Public Finance, June 8th-14th 2007, p. 30-32
The Blair era has demonstrated that there is no alternative to market-based reforms of health and education, based on choice, competition, and diversity of supply. Other approaches have been tried and have failed. Instilling market discipline into the public services poses problems but is the lesser evil.
Public Finance, June 22nd-28th 2007, p. 24-25
The inspection and regulatory role of Ofsted was expanded on April 1st 2007 to include: child minding and daycare, social care services for children, including children’s homes, family centres and adoption and fostering services, and the Children and Family Court Advisory and Support Service. The organisation also inspects schools, teacher training colleges and 14-19 provision, work-based learning and funded training, adult and community learning, and children’s services in local authorities.
S. Cowden and G. Singh
Critical Social Policy, vol. 27, Feb. 2007, p. 5-23
'User Involvement' is one of the central concepts of the modernisation of public services currently being led by New Labour. This article begins by seeking to understand the historical antecedents of the discourse of user involvement, focusing on struggles over the restructuring and privatisation of British welfare that took place in the late 1970s and early 1980s. Against this background, the authors seek to understand and critique New Labour reforms which have massively expanded state regulation of services and promoted managerialism. Service users have been redefined as consumers and consultants (expert users) in a world focused on targeting of diminishing resources instead of on how welfare might be developed and expanded to meet user needs. It is argued that these policies, far from enabling the delivery of high quality integrated services that truly reflect the interests of users, represent the further commodification of basic human needs and welfare.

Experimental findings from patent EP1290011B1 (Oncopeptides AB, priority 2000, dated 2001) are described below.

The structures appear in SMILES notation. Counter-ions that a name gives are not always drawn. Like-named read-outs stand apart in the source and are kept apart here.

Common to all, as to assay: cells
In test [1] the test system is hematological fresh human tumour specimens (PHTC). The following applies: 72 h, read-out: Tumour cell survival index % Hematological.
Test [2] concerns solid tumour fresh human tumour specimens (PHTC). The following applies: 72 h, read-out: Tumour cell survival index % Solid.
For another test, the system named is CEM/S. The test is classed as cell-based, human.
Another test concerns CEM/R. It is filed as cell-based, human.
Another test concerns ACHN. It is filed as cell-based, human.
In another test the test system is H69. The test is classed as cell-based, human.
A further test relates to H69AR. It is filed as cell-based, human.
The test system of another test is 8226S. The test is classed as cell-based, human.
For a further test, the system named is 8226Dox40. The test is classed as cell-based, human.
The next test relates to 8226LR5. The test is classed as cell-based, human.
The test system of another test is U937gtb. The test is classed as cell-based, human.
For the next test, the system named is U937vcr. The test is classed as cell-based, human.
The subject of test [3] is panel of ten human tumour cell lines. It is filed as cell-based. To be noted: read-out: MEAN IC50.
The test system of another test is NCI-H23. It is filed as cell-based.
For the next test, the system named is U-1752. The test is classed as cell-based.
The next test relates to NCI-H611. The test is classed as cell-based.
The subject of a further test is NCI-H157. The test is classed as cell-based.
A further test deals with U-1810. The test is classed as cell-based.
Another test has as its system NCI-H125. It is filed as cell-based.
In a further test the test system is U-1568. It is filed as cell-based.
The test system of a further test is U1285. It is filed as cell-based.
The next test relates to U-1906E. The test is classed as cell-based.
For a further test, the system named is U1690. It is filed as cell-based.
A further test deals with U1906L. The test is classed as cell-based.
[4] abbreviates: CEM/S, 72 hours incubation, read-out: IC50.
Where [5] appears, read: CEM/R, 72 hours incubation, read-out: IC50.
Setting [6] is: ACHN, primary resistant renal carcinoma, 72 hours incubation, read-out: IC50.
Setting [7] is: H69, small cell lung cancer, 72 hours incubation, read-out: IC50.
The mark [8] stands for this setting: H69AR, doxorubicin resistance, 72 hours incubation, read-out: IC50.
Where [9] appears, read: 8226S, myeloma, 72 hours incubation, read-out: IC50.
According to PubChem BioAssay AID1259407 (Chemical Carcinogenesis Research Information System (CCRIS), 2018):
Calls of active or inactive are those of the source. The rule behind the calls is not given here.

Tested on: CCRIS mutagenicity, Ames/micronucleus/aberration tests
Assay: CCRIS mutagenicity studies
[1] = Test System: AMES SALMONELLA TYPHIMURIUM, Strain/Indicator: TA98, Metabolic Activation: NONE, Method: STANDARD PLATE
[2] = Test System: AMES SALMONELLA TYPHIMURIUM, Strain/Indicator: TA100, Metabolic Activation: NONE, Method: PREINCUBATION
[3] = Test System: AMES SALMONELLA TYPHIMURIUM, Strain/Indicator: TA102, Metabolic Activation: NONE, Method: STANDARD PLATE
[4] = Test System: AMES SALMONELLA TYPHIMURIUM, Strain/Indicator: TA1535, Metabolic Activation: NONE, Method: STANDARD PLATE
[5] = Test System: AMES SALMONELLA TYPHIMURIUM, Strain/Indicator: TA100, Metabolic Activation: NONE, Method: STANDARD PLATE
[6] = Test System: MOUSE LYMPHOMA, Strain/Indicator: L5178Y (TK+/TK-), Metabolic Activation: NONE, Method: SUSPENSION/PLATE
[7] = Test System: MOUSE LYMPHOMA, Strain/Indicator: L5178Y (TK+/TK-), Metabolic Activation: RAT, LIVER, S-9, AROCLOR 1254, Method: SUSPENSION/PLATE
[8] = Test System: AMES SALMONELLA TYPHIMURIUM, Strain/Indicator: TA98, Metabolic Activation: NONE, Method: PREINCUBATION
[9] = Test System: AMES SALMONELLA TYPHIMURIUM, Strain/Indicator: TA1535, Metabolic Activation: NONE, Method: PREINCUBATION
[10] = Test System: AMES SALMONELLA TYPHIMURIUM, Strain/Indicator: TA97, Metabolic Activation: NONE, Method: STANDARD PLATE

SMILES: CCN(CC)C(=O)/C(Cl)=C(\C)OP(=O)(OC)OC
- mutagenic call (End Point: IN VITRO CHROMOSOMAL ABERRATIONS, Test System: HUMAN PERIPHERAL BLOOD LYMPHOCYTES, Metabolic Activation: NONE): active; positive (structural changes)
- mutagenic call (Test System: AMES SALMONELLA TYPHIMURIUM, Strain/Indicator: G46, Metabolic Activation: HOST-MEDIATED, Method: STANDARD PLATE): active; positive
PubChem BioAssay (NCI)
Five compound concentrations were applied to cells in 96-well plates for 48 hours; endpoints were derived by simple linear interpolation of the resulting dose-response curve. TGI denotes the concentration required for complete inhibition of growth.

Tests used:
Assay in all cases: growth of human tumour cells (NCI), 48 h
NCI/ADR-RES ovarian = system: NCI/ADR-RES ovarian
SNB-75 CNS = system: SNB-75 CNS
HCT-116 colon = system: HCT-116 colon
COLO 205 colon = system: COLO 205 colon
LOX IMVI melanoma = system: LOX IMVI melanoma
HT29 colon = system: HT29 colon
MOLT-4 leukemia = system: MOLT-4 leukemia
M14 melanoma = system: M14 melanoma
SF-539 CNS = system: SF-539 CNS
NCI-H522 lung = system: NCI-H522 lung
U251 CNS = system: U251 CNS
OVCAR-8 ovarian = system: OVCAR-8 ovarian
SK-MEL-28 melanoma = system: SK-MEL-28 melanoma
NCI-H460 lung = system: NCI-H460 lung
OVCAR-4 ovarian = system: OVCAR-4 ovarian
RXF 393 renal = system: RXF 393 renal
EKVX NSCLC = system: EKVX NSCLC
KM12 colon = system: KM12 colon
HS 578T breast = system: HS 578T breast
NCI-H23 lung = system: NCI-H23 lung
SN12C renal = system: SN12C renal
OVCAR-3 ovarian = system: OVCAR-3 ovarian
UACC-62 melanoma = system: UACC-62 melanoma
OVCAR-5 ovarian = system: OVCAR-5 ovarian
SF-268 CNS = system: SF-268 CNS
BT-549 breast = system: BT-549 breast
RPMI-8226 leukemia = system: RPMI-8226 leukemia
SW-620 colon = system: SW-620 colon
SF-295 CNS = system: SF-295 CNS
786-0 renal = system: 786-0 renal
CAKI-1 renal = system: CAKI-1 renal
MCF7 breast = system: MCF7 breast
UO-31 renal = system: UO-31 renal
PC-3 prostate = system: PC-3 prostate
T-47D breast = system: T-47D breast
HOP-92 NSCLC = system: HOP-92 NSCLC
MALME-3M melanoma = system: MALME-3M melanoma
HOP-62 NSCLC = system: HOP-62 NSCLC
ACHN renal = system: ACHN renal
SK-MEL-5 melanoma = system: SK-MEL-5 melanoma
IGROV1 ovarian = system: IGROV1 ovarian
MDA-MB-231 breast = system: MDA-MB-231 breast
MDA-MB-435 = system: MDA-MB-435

H. Bochel and A. Defty
Bristol: Policy Press, 2007
Welfare reform is a central part of the modernisation programme adopted by the Labour Government since 1997. This book examines the role of Parliament in the formulation and scrutiny of welfare policy, focusing in particular on how MPs and Peers view their influence on policy. Based on an extensive series of interviews with MPs and Peers from across Parliament, the book: